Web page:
A deer, cow, sheep, antelope and giraffe walk into a restaurant. They find a booth table and sit down. After about five minutes, a waiter comes to take their order. The sheep and antelope order some grass, the giraffe some leaves and the deer some fruit. It’s the cow’s turn to order.
“Oh, this is going to be good,” says the waiter to himself, smiling.
There is a sharp inhale from the party of five as the cow narrows her eyes, looking at the waiter, her lips slightly parted in disbelief. In tones reminiscent of a mother whose child has just used a very naughty word, she says, viscously, “Excuse me?” The rest of the party is avoiding making eye contact with the cow, the waiter and each other. The giraffe opens his menu again, despite having already ordered.
The waiter doesn’t look phased. Without missing a beat, he says, “Your order, ma’am?” The cow isn’t having any of this.
“No, don’t ma’am me, son. What exactly is going to be good about this?” Without even thinking, the waiter casts his eyes on the cow’s abdomen before quickly returning to make eye contact. “Not this again. Four stomachs – is that what you think?” She sticks out her bottom lip, raises her hardly distinguishable eyebrows and nods her head slowly. The waiter’s somewhat flared nostrils belie his calm demeanor.
“Your order, ma’am?” He can feel the gaze of customers at nearby tables as they take an interest in whatever is happening. The cow is in disbelief at his persistence. The rest of the party are now exchanging brief glances, silently urging one another to step in; they’ve been through this before. Finally, the sheep, rolling her eyes, clears her throat.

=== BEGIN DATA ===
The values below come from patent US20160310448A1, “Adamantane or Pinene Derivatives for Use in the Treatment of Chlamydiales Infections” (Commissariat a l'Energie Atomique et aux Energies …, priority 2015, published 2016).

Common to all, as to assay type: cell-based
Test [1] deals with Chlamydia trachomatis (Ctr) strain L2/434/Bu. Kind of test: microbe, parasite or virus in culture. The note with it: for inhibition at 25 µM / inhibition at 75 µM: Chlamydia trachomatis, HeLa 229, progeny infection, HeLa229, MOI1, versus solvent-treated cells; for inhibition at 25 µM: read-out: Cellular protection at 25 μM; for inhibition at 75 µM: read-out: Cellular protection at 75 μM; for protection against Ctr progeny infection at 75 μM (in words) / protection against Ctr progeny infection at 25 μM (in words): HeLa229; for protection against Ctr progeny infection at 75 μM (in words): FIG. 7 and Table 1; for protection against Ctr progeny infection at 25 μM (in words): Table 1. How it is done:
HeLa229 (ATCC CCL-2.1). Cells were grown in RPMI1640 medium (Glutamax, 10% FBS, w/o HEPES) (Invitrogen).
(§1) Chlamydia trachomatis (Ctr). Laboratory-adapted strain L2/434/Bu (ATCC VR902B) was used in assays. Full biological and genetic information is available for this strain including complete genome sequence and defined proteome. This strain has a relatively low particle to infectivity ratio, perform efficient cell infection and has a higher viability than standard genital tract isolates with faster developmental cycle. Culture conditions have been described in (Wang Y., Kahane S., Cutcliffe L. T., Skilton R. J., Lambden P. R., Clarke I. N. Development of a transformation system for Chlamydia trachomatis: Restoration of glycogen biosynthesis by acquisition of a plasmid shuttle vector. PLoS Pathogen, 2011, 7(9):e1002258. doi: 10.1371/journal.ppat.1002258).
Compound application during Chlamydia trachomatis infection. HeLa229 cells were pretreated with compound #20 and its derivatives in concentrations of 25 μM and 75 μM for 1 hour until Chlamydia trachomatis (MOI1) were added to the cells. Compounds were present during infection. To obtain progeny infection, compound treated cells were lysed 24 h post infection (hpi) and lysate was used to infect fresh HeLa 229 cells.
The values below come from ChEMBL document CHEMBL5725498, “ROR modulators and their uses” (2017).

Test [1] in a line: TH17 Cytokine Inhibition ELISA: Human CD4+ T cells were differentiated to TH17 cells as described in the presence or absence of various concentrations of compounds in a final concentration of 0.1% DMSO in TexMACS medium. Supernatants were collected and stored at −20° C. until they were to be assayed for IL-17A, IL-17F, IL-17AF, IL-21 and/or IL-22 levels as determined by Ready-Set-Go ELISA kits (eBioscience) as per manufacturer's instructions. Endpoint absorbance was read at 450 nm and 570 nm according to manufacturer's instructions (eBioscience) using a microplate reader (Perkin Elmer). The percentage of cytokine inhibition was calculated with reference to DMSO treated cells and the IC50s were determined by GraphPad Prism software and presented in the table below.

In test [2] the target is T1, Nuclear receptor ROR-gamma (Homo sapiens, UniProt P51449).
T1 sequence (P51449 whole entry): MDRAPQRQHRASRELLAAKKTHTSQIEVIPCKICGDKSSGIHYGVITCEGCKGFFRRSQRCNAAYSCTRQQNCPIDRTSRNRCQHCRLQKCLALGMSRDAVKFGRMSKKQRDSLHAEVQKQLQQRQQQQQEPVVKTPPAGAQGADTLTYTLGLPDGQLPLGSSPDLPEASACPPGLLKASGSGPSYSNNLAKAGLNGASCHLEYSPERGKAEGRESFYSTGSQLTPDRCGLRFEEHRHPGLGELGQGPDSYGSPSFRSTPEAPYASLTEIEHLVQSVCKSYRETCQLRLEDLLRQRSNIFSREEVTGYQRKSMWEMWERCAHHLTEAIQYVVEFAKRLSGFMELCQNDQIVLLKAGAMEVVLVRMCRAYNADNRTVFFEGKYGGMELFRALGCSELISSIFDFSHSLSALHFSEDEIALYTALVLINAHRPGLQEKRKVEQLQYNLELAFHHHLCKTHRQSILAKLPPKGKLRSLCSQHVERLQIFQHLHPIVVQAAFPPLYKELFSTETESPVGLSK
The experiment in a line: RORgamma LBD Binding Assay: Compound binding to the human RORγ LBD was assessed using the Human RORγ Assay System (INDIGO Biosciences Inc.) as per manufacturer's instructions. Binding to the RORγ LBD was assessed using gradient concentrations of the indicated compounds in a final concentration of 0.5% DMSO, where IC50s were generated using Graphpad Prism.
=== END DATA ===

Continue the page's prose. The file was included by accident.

“Four compartments,” says the sheep. “One stomach, four compartments. And it’s not just cows; all of us at this table have four compartments. So if you mean to imply that my dear friend here is going to order a humourously large amount on the basis of her digestive system…” The cow puts her hoof on the sheep’s shoulder to silence her. She stands up. After looking at each other to confirm their action, the rest of the party follows suit.
As they’re about to leave, the waiter says to the maitre d’, who’s struggling to think of a way to rectify the disastrous situation, “The stomachs aren’t even the worst part. It’s the regurgitation and cud. Disgusting.” The antelope stops in his tracks, turns around, and holds up his hoof to point at the waiter.
“Your service is disgusting. We’re going to make sure that you don’t receive the patronage of any ruminants ever again!” he shouts, making sure the rest of the customers can hear him clearly. The party of five leaves.
In a far corner, a table of one has been watching thoughtfully. It’s Noam Chomsky. He stands up slowly and deliberately before walking past the waiters.
“Mr Chomsky, can I…” the maitre d’ starts.
“You heard them. Ever again!” Noam leaves the restaurant.
The English Oxford Living Dictionaries online defines “ruminant” as “an even-toed ungulate mammal that chews the cud regurgitated from its rumen”. It can also mean “a contemplative person; a person given to meditation”.